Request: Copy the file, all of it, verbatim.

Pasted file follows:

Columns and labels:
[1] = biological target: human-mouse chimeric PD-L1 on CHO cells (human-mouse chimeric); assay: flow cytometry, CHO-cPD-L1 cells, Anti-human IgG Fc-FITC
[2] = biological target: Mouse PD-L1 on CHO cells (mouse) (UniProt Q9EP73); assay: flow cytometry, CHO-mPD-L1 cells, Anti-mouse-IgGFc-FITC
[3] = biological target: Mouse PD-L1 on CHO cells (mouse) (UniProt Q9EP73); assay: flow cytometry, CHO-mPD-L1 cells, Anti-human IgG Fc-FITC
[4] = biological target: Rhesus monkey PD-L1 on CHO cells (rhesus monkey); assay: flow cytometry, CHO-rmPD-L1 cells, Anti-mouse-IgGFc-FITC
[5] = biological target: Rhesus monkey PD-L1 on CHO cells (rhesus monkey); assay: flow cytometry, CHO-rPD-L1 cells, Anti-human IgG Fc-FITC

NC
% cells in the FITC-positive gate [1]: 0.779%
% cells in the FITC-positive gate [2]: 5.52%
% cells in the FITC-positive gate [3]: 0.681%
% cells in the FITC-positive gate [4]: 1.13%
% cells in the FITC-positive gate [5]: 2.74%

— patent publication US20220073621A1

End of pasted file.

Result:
Columns and labels:
[1] = biological target: human-mouse chimeric PD-L1 on CHO cells (human-mouse chimeric); assay: flow cytometry, CHO-cPD-L1 cells, Anti-human IgG Fc-FITC
[2] = biological target: Mouse PD-L1 on CHO cells (mouse) (UniProt Q9EP73); assay: flow cytometry, CHO-mPD-L1 cells, Anti-mouse-IgGFc-FITC
[3] = biological target: Mouse PD-L1 on CHO cells (mouse) (UniProt Q9EP73); assay: flow cytometry, CHO-mPD-L1 cells, Anti-human IgG Fc-FITC
[4] = biological target: Rhesus monkey PD-L1 on CHO cells (rhesus monkey); assay: flow cytometry, CHO-rmPD-L1 cells, Anti-mouse-IgGFc-FITC
[5] = biological target: Rhesus monkey PD-L1 on CHO cells (rhesus monkey); assay: flow cytometry, CHO-rPD-L1 cells, Anti-human IgG Fc-FITC

NC
% cells in the FITC-positive gate [1]: 0.779%
% cells in the FITC-positive gate [2]: 5.52%
% cells in the FITC-positive gate [3]: 0.681%
% cells in the FITC-positive gate [4]: 1.13%
% cells in the FITC-positive gate [5]: 2.74%

— patent publication US20220073621A1